Facebook is the ultimate social networking platform. This means that it is a very widely used digital way for people to connect with their friends, colleagues, clients, – anyone they might want to find or keep in touch with.
Facebook gave us the first real tool to reconnect with friends and family, a lot of whom we hadn’t kept in touch with over the years. That is, if they had signed up for it too. And the number of people who joined this online community kept growing.
Facebook has now also become a way for businesses to advertise their products, for people to form smaller groups to discuss things they have in common, even to find people with the skills they might want for projects they are working on.
But this means that they have to collect data. On you and me. On what we like and don’t like. And on our connections on Facebook – our friends and family.
Got it. So what have they done wrong now? Facebook has been in the newspapers almost every day this past week. They are in trouble for sharing information on more than 50 million Facebook users, with an app called ‘mydigitallife’.
What has actually happened? Let me de-mystify it for you, from what I have read from the newspapers ‘The Guardian’ and ‘The New York Times’.
Cast of Characters:
Cambridge Analytica (CA): This is a company that collects data (from all kinds of sources – like polls and interviews they conduct) analyses it, and then helps companies with their strategies. Their clients include political parties.
Alexander Nix: CEO of CA.
Steve Bannon: was US President Trump’s Chief Strategist (planner). And was on the Board of CA.
Chris Wylie: Whistleblower. CA employee who saw all the stuff the company has done, couldn’t live with it, and went to the press (The Observer) with his story. He ‘blew the whistle’ and alerted people about what was going on.
Mark Zuckerberg: CEO of Facebook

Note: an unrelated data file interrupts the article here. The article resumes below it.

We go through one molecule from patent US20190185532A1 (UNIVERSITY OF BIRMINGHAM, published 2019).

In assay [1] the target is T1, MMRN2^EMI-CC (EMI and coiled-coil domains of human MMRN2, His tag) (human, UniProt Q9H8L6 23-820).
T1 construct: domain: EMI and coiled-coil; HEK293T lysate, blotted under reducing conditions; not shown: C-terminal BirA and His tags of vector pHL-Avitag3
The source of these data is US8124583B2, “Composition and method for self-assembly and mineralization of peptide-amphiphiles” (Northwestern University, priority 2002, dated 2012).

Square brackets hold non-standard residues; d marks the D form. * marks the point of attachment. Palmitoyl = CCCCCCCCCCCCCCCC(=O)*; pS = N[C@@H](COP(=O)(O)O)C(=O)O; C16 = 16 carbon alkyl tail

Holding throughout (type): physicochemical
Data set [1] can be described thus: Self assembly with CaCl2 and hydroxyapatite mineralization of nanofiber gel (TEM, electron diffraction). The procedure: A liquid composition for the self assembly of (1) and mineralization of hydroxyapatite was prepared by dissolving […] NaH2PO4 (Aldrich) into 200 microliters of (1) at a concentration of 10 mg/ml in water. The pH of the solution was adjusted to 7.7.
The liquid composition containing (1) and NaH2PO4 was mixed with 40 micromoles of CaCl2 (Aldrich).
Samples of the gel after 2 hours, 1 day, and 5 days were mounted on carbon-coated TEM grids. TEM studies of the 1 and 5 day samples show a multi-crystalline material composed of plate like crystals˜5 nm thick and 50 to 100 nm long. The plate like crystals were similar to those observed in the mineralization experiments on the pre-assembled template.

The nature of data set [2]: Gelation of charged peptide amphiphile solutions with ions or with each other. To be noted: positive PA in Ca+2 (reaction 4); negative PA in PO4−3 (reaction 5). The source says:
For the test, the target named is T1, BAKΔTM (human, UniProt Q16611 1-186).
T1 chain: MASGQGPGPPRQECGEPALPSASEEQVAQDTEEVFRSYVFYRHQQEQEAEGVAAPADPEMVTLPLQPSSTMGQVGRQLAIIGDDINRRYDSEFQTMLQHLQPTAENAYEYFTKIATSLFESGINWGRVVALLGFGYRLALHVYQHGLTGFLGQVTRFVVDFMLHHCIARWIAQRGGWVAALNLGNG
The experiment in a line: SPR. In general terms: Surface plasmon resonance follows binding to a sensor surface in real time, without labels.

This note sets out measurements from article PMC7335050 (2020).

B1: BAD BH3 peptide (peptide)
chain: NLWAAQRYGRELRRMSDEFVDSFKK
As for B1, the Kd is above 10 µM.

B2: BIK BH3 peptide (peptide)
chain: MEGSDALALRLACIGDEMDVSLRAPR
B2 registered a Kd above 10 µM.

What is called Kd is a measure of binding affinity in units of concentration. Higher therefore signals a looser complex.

Aleksandr Kogan: Designer of app ‘mydigitallife’. Kogan analyses peoples’ behaviour.
Camridge Analytica hired Aleksandr Kogan to design ‘mydigitallife’. It was a personlity quiz and told you things about yourself. The app told users to sign in through Facebook, and that their data would be used only for research purposes, not in any other way. Some 270,000 – 300,000 people downloaded the app apparently.
This app then took their information from Facebook. It also took the information of anyone they were connected to. It then gave this information to Cambridge Analytica. Cambridge Analytica sold access to all this information to The Trump Campaign and apparently the Brexit campaign. They suddenly knew what 50 million people cared about. Individually. And designed advertisements to win them over.
For example, if you love playing football outdoors and there are no football pitches in your neighbourhood, they might have targeted you with an ad on Facebook, saying ‘if you elect our candidate, he will ensure you have enough outdoor space for play.’
It is said that Cambridge Analytica was able to help President Trump influence US voters in a way that they voted for him.
How has Facebook reacted? Mark Zuckerberg, CEO of Facebook, has said that he is sorry about this violation of privacy, and will look into it. It is unclear what steps will be taken to ensure that this kind of thing doesn’t happen again. Some users are so disgusted with this that they have started a campaign called #deletefacebook, telling users not to trust the company with any more information.
In fact, there is a big election in India in 2019, and the authorities are looking into which political parties, if any, have hired Cambridge Analytica. Stay tuned!
Written by: Sunaina Murthy
Illustrated by: Shahena Zaveri